2017-09-07 / News

Local sculptor’s installation to feature UAW workers

By Paula K. Schmidt
810-452-2647 • pschmidt@mihomepaper.com

A 1930’s era auto worker holds a plaque commemorating the labor of many in the burgeoning auto industry. 
Photos provided by artist A 1930’s era auto worker holds a plaque commemorating the labor of many in the burgeoning auto industry. Photos provided by artist GRAND BLANC — Most residents may be unaware our community boasts an award-winning, classically trained sculptor whose work is installed all over the world, and will soon be featured in a new installation at Flint City Hall meant to honor the history of auto industry workers.

“I was honored to be chosen by a private donor on behalf of the UAW, to create these two monumental sculptures that serve to memorialize all the workers of Flint over the last hundred years,” Suzanne Johnson explained.

Both sculptures focus on the historical timeframe of 1930 when the automotive industry was truly exciting and growing, she added. It was designed to give a glimpse into the working factory; one of the figures actively lifting a door in preparation for assembly onto the auto body, and the other depicting a worker holding a sign that acknowledges and thanks the workers from the past as well as the present.

The donor, who would like to remain anonymous, commissioned the work and gave Johnson a list of requirements to fulfill, specifically requesting the sculptures be full of life and not stiff or robotic in nature.

“I was delighted to accept this commission,” Johnson said. “I absolutely love to infuse my work with a sense of motion. True life is always in flux, even when standing still, our muscles move as we breathe.”

She said it was an equally difficult and exciting task to show the other sculpture standing still as a living breathing citizen, calling on her extensive education and knowledge of bone and muscle structure as well as motion dynamics.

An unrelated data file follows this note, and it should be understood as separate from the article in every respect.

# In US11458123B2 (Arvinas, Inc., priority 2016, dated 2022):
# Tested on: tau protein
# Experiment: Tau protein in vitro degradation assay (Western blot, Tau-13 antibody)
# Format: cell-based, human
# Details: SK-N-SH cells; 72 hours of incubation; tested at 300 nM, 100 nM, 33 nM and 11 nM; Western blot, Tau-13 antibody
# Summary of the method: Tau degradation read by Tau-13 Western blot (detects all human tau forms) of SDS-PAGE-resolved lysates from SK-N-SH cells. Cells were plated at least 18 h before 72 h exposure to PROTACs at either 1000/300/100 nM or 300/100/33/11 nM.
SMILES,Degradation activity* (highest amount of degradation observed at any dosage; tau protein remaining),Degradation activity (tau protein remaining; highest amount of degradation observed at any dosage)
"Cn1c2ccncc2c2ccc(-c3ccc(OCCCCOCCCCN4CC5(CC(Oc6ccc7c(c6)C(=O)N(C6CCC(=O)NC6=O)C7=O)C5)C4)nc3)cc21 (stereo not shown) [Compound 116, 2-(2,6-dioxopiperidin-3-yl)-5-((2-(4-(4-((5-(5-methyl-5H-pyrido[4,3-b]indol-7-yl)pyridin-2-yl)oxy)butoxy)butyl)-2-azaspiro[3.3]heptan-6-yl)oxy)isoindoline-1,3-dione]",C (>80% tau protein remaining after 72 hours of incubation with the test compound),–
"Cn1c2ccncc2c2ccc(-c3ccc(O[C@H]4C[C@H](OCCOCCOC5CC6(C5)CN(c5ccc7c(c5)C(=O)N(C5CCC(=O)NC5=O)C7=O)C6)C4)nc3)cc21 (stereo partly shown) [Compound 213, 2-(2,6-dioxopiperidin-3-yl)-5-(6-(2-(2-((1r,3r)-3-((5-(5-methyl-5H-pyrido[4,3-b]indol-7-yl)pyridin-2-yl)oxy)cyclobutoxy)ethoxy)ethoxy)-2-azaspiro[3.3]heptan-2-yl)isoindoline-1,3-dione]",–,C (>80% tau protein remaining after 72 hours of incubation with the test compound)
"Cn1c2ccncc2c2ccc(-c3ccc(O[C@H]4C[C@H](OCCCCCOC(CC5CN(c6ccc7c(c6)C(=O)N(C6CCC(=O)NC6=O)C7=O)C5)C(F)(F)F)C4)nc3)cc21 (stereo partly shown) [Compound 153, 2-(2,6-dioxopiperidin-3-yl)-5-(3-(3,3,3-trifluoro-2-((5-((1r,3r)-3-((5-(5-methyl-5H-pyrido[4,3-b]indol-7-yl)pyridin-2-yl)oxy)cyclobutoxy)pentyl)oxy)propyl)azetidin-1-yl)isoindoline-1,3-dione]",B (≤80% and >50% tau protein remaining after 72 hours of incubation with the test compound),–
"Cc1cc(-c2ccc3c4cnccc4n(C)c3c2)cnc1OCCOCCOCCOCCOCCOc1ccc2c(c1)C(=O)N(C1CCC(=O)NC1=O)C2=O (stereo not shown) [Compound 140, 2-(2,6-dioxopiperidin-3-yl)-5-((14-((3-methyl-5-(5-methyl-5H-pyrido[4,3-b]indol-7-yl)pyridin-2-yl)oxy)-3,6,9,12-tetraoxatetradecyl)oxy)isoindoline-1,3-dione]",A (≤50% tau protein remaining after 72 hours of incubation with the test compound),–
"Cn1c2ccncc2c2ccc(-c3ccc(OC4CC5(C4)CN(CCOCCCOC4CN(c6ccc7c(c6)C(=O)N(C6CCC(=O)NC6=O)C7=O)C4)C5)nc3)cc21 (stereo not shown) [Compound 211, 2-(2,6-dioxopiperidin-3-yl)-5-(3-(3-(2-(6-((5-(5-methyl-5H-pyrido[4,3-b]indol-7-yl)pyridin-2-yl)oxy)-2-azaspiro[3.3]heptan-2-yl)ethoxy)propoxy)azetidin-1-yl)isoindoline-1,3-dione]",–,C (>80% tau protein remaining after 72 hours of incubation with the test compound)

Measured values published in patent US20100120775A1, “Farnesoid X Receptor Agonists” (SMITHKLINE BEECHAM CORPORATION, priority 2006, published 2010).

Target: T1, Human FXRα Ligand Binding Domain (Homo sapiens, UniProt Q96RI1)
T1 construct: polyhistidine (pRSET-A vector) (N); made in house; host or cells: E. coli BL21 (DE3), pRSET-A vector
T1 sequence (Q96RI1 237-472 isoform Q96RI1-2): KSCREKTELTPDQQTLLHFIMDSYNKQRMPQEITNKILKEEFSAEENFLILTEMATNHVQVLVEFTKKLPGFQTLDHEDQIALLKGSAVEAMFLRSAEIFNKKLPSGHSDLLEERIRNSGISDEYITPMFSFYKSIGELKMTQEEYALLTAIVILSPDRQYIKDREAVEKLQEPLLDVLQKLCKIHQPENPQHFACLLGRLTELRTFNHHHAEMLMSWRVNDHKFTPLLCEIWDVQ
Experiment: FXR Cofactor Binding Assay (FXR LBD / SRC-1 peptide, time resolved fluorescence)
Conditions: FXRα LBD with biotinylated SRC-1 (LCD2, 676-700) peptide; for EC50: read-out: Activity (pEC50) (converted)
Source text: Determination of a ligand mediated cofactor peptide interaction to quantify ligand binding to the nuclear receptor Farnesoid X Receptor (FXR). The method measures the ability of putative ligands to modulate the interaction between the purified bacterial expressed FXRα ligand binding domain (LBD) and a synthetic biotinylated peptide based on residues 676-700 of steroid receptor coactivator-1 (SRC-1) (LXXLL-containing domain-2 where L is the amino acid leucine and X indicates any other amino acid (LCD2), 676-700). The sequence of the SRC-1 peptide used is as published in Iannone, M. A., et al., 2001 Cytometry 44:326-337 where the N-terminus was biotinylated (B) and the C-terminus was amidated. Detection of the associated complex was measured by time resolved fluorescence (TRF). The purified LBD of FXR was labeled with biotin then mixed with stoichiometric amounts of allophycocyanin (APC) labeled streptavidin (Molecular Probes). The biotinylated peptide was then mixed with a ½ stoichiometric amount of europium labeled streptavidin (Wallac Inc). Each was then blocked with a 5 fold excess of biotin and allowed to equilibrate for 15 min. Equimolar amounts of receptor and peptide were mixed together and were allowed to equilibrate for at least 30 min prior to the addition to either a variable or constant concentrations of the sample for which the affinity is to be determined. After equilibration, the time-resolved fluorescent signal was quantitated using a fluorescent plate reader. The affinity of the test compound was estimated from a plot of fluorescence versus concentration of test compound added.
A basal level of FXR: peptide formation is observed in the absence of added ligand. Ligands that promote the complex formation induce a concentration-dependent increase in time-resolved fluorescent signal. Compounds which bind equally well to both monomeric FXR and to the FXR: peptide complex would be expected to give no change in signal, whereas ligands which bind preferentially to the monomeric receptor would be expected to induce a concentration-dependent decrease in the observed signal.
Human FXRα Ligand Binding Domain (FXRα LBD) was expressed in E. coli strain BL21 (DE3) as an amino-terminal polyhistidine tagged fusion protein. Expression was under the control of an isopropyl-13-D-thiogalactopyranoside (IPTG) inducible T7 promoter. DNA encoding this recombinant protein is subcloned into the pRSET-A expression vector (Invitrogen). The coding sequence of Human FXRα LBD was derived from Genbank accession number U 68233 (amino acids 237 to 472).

“Along with showing motion, one of my goals was to capture a sense of strength, dignity and integrity within the sculptures,” Johnson stated. The sculptures were modeled after two workers who fit the descriptions of the time frame in build and style she said, giving her living models to work from.

Her Grand Blanc studio is full of bronze busts of famous figures of history, so living models were definitely a change of pace for her.

“It was wonderful to work from life! It reminded me of my sculpture training in France,” Johnson said.

Like many residents can claim, she had family members who were in the UAW, so she was proud to be able to feature that part of the country’s history.

“The great importance of this monument, to me, is the fact that they were such an integral part — the backbone of the automotive industry in Michigan — they’re the unsung heroes, and I think it’s important to recognize that and ensure they aren’t forgotten or overlooked,” Johnson said.

Depending on how you count the steps, the process of creating a similar sculpture is about seven to nine steps to the finished work, according to Johnson. However, these two sculptures took a combined total of one and a half years to complete from concept, meetings with the donor on details and approvals, and on to the finished bronze works.

Johnson sets herself a very high standard in all her artworks, both sculpture and jewelry, hoping to create works which are timeless and meaningful. Within Genesee County, her sculptures are: The Violinist and a bronze of Maestro Enrique Diemecke at the Flint Institute of Music, a bronze of Professor Bell at Kettering University, and the four Monumental Sculpted Angels (stone reliefs) for the Chapel of Angels at Sunset Hills Cemetery.

In addition, she is currently completing a sculpture commission of a war veteran and several other projects.

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